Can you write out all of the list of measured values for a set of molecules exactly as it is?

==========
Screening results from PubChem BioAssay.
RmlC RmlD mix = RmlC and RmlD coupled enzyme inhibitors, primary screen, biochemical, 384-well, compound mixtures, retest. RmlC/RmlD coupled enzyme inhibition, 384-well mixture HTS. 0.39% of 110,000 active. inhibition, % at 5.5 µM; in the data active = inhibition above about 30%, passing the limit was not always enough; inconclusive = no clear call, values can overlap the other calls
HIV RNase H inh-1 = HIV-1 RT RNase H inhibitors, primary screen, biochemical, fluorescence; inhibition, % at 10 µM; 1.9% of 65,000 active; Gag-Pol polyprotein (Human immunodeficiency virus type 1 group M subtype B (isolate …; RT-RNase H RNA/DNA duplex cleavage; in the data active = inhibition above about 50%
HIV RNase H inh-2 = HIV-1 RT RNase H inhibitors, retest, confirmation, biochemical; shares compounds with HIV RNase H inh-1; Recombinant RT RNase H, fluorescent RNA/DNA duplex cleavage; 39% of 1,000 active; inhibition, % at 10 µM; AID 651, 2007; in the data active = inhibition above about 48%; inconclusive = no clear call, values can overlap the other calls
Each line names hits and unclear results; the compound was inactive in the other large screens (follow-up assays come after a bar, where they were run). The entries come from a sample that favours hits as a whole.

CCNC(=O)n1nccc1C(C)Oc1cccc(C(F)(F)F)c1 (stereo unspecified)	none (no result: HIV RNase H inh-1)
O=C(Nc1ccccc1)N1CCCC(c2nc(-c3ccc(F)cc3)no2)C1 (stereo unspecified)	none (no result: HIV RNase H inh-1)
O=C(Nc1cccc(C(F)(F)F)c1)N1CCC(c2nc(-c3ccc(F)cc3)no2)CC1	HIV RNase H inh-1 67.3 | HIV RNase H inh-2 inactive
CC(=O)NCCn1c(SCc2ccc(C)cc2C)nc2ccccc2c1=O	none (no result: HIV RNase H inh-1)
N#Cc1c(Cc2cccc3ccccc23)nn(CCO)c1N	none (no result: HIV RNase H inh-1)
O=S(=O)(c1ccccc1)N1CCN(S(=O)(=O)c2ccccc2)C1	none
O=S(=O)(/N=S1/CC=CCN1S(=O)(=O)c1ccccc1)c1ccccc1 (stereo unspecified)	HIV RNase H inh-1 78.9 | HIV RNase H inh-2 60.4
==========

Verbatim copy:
Screening results from PubChem BioAssay.
RmlC RmlD mix = RmlC and RmlD coupled enzyme inhibitors, primary screen, biochemical, 384-well, compound mixtures, retest. RmlC/RmlD coupled enzyme inhibition, 384-well mixture HTS. 0.39% of 110,000 active. inhibition, % at 5.5 µM; in the data active = inhibition above about 30%, passing the limit was not always enough; inconclusive = no clear call, values can overlap the other calls
HIV RNase H inh-1 = HIV-1 RT RNase H inhibitors, primary screen, biochemical, fluorescence; inhibition, % at 10 µM; 1.9% of 65,000 active; Gag-Pol polyprotein (Human immunodeficiency virus type 1 group M subtype B (isolate …; RT-RNase H RNA/DNA duplex cleavage; in the data active = inhibition above about 50%
HIV RNase H inh-2 = HIV-1 RT RNase H inhibitors, retest, confirmation, biochemical; shares compounds with HIV RNase H inh-1; Recombinant RT RNase H, fluorescent RNA/DNA duplex cleavage; 39% of 1,000 active; inhibition, % at 10 µM; AID 651, 2007; in the data active = inhibition above about 48%; inconclusive = no clear call, values can overlap the other calls
Each line names hits and unclear results; the compound was inactive in the other large screens (follow-up assays come after a bar, where they were run). The entries come from a sample that favours hits as a whole.

CCNC(=O)n1nccc1C(C)Oc1cccc(C(F)(F)F)c1 (stereo unspecified)	none (no result: HIV RNase H inh-1)
O=C(Nc1ccccc1)N1CCCC(c2nc(-c3ccc(F)cc3)no2)C1 (stereo unspecified)	none (no result: HIV RNase H inh-1)
O=C(Nc1cccc(C(F)(F)F)c1)N1CCC(c2nc(-c3ccc(F)cc3)no2)CC1	HIV RNase H inh-1 67.3 | HIV RNase H inh-2 inactive
CC(=O)NCCn1c(SCc2ccc(C)cc2C)nc2ccccc2c1=O	none (no result: HIV RNase H inh-1)
N#Cc1c(Cc2cccc3ccccc23)nn(CCO)c1N	none (no result: HIV RNase H inh-1)
O=S(=O)(c1ccccc1)N1CCN(S(=O)(=O)c2ccccc2)C1	none
O=S(=O)(/N=S1/CC=CCN1S(=O)(=O)c1ccccc1)c1ccccc1 (stereo unspecified)	HIV RNase H inh-1 78.9 | HIV RNase H inh-2 60.4